Very true. Be nice, be as honest as you can without stepping on any toes, and don't burn any bridges if you can avoid it. The world is much smaller place than many people realize, and even if you don't end up back at the same company there is a good chance you might end up with some of the same co-workers one day.

      • by khasim (1285)

        The world is much smaller place than many people realize, and even if you don't end up back at the same company there is a good chance you might end up with some of the same co-workers one day.

        The co-workers who were decent probably had the same experience you had. So they can swap horror stories over beer with you.

        The other ones are ones you probably don't want to work with anyway.

    • by desertfool (21262)

      I live in an area where all the IT people know each other. We all know which company is worth working for and which isn't, who pays well and who doesn't. The area is small enough where you speak ill of NO ONE, because tomorrow you may be interviewing with their cousin/sibling/friend.

      Sucks. Since the corporation is sh*tty to work for. But I can't burn any bridges.

  • by trout007 (975317) on Monday July 23, 2012 @07:34PM (#40744043)

    If it is someone that can actually make changes be honest. If its an HR person forget it.

  • I disagree (Score:5, Interesting)

    by GrahamCox (741991) on Monday July 23, 2012 @07:39PM (#40744087) Homepage
    I have to disagree. Being honest can serve two purposes: a) it can be extremely satisfying, if you have had a very bad time of things and they are coming to an end, and b) it can highlight bad managers or other employees that have caused you so much grief and they might be reined in so that they don't continue to make life hell for others.

    I had an appallingly bad manager some time ago who made my life hell with his ultra-micromanagment and his constant snooping. He finally drove me to leave and there was a bit of a showdown - I wouldn't exactly call it an exit interview but his boss was there. I told him exactly what I thought of him and why he was such a bad manager. I think he was actually surprised that his 'style' caused so much friction. Interestingly (though too late) several people came forward afterwards and told me they had had the same experiences with the same guy, and had asked for transfers to get away from him. My response of leaving was more extreme, but driven by the same problems. I heard a few weeks later he did get moved (not fired, unfortunately) and given a role that did not involve direct people-management. So these things can have a positive result for those you leave behind.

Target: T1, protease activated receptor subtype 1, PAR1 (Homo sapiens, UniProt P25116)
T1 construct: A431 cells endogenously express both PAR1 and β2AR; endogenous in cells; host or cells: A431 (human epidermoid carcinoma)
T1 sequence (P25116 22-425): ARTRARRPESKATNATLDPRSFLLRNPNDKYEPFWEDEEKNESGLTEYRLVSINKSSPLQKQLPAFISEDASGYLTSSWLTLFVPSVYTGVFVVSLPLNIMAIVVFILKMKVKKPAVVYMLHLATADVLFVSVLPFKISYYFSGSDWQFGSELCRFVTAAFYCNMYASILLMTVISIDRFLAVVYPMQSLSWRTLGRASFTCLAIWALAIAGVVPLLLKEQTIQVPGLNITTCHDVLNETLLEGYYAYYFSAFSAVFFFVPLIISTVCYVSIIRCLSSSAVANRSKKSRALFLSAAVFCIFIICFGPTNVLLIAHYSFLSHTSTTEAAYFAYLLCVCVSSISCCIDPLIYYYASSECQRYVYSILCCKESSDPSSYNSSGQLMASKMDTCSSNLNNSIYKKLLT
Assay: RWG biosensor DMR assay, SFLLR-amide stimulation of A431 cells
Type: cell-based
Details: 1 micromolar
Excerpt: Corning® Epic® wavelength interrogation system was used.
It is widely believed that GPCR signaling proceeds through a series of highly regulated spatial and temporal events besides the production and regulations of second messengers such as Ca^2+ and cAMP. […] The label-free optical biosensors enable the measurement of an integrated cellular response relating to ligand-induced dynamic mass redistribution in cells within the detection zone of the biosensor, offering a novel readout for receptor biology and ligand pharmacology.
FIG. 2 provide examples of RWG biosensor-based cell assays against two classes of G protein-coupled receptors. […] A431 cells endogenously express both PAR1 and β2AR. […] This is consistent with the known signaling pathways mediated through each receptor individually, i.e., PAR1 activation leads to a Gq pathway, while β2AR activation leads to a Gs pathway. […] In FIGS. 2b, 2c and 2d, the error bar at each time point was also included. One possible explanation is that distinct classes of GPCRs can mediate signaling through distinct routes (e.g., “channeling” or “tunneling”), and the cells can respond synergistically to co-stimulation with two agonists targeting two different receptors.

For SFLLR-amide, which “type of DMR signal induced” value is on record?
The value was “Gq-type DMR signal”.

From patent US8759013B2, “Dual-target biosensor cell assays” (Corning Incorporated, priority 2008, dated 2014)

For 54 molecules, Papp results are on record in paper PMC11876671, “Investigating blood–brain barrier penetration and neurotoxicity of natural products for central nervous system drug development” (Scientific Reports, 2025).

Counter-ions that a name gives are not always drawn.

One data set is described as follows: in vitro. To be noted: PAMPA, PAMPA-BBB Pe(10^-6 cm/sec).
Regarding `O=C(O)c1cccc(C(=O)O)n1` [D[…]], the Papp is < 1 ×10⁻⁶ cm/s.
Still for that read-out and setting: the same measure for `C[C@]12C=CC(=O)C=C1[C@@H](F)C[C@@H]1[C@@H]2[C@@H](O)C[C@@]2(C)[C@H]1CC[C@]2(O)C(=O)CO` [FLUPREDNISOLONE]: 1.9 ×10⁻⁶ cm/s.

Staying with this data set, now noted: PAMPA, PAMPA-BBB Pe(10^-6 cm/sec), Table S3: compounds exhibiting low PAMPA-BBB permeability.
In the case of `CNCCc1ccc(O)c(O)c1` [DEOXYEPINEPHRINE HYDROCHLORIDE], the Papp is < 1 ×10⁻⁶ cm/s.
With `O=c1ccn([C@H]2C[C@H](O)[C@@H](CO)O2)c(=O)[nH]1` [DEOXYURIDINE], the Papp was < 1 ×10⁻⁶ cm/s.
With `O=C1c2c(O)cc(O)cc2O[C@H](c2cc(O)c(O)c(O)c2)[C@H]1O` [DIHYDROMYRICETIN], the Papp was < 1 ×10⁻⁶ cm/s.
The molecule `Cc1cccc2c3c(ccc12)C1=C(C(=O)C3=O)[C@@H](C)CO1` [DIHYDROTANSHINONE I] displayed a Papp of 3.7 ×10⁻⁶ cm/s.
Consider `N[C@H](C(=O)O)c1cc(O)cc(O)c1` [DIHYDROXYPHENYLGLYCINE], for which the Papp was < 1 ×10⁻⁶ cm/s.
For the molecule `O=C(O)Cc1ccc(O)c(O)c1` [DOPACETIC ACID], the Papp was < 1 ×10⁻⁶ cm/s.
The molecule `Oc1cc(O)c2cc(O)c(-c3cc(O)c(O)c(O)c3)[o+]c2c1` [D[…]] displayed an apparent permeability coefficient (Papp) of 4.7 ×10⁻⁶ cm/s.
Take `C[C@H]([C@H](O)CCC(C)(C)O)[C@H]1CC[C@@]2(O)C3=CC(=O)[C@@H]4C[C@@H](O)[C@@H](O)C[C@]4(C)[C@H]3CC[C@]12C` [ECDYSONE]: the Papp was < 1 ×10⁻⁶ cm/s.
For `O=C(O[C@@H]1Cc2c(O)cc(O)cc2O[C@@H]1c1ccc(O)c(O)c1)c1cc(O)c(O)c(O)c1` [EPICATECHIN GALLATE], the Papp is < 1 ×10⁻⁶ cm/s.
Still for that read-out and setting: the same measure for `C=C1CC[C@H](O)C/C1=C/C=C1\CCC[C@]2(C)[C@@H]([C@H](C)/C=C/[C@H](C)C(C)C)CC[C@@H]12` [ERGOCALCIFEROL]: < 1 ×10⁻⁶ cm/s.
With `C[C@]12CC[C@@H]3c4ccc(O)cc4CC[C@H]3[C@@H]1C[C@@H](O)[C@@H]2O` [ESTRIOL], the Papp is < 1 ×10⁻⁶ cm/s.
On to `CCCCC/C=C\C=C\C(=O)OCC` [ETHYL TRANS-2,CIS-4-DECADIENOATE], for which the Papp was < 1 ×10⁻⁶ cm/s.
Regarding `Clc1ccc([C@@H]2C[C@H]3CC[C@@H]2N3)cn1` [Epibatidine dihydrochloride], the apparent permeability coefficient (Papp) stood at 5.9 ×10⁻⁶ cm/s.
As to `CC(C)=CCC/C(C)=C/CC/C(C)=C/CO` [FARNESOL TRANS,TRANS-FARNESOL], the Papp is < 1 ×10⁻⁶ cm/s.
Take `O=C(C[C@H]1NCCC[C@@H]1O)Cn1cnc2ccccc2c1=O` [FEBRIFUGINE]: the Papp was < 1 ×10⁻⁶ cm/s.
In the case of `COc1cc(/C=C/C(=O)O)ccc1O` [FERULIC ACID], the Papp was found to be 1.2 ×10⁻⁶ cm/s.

• Re:I disagree (Score:5, Insightful)

      by Gordo_1 (256312) on Monday July 23, 2012 @08:16PM (#40744369)

      That's not an exit interview. An exit interview is conducted by some HR flunky who has no real sway over anything. They're just doing their job and that typically involves recording your parting thoughts in your employee file. As the OP recommends, nothing particularly good will come to you as a result of being honest in an exit interview. Just smile and be friendly with the HR droid. You never know when you'll need a reference in the future and some anonymous HR person you never worked with looks up your file only to find a diatribe of complaints.

      If you need a cathartic release, you're better off to go home and bash a printer with a baseball bat or something.

      • by alcourt (198386)

        The first exit interview I did was used by HR to write the requirements to hire my replacement. I was hired as a very junior SA, but did intermediate SA work, and the shop could no longer survive on a brand new SA. (I was the most senior SA technical skills wise in the division).

        In my case, the manager blew it and forgot to tell HR I was leaving until I went down to turn in my badge. This was typical for him. HR was rather upset I was leaving because I gave them support on their computers and printers,

    • by Phibz (254992)

      I have to agree with this.

      I had a similar experience when leaving. I was caught in a three way battle between my boss, his boss, and myself. I was the lowest ranked and ended up choosing to leave.

      If you're considering "firing back" during an exit interview ask yourself the following questions:

      1. Given the politics at play and the person I am speaking with what sort of outcome can I expect?
      * There is no point in complaining if HR/higher up managers don't care or are complicit in the problems